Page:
Based on previous data, Deloitte analysts argue that the annual demand growth rate will be of 0.22% for OECD economies and of 2.28% for non-OECD economies. Counting on a conservative estimate for China (being considered the estimates envisaging a fall in the rate of growth), they use a demand growth rate for non-OECD countries of 1.5% to forecast the demand during the next five years. On this pattern, Deloitte estimates that global demand for liquid fuels will increase in 2016 by 1.5% against the previous year, and an annual rate of 0.9% as of 2017 until 2020 (see the graph ‘Estimates on oil global supply and demand’).
The Deloitte experts’ available estimates are however conducted based on the premise that in that timeframe no additional exploitations will go into production against those already taken into account and that any eventual amplification of the oil price increasing trend can bring new producers on the market.
The risks of such unexpected events is however moderate by the fact that the going into production of new exploitations, other than those already considered, are unlikely to take place quickly, as it usually involves a relatively long period. Such surprise appearances on the supply side may yet come from the oil producers from alternative fields in the United States or possibly from OPEC members - where there are still a number of conditions that can foster such a phenomenon. This development is quite complicated even for the American producers, as increasing interest rates are considered and the equity holders will very likely be more reluctant to provide financing, the Deloitte experts say.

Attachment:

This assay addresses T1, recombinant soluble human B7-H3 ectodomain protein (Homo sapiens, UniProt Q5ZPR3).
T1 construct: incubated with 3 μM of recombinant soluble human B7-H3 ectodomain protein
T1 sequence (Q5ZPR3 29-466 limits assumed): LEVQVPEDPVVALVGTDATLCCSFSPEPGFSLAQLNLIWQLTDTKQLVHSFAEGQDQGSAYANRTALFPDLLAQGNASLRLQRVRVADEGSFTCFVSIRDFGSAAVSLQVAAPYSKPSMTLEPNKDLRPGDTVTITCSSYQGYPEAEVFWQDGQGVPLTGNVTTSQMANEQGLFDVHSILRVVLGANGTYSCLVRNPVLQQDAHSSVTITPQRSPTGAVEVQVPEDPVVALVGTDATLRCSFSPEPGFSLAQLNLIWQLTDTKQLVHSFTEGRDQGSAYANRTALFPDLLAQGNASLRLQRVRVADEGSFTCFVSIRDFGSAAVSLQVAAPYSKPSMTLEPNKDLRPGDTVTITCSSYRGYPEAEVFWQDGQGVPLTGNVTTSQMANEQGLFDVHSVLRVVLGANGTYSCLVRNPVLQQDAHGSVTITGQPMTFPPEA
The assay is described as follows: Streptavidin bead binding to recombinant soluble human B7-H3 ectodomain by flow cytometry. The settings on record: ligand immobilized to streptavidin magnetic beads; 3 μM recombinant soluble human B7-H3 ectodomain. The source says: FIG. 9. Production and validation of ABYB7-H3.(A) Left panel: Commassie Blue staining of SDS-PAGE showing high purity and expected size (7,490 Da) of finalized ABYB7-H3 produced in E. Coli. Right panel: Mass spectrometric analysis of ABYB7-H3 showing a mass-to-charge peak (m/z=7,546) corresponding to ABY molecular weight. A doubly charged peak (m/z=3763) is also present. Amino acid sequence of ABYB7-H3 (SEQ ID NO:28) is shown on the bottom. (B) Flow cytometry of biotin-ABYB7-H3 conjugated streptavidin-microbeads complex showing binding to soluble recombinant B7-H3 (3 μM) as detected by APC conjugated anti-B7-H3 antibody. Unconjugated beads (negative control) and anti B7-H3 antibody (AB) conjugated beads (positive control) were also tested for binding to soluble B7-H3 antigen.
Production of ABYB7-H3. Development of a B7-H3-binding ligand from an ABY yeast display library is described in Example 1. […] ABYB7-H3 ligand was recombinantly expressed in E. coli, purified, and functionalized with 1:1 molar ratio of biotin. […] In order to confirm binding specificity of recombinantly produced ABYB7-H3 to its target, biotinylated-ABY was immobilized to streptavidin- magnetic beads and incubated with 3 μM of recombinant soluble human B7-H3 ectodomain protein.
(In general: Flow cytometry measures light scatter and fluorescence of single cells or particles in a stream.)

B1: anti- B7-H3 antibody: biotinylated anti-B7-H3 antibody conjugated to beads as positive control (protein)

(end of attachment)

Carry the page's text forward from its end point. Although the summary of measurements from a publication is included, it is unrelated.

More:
In the current context, there are several outlooks on the oil price pattern. Will it be in the ‘V’ or ‘U’ shape? A first step to be done in order to try answering this unknown is to look back. So if we look at 2008-2009, when there was a collapse in terms of price and demand (demand decreasing annually by 2.3% during the two years), we can see that the OPEC intervention (which was prompt to cut the output) was the element that strongly supported the price recovery in 2010 - which outlined a ‘V’ shape comeback.
But things are different now. The drop in oil prices comes amid a surge of supply and not a decline in demand - which made OPEC members reluctant to cut down the output, while intending to preserve their market share. This reality is the argument brought forward by analysts who argue that the return in prices will occur this time more likely on a ‘U’ shape, but extended to the bottom, which would allegedly take place in three stages/phases; this means that the market will face low oil prices for a longer time. The development will take place gradually, to the extent that is supported by higher demand and a decline in natural reserves exploitation; according to the Deloitte analysts this will move the potential oil prices recovery moment to the pre-crisis levels (i.e. above USD 100 per barrel) sometime after 2020.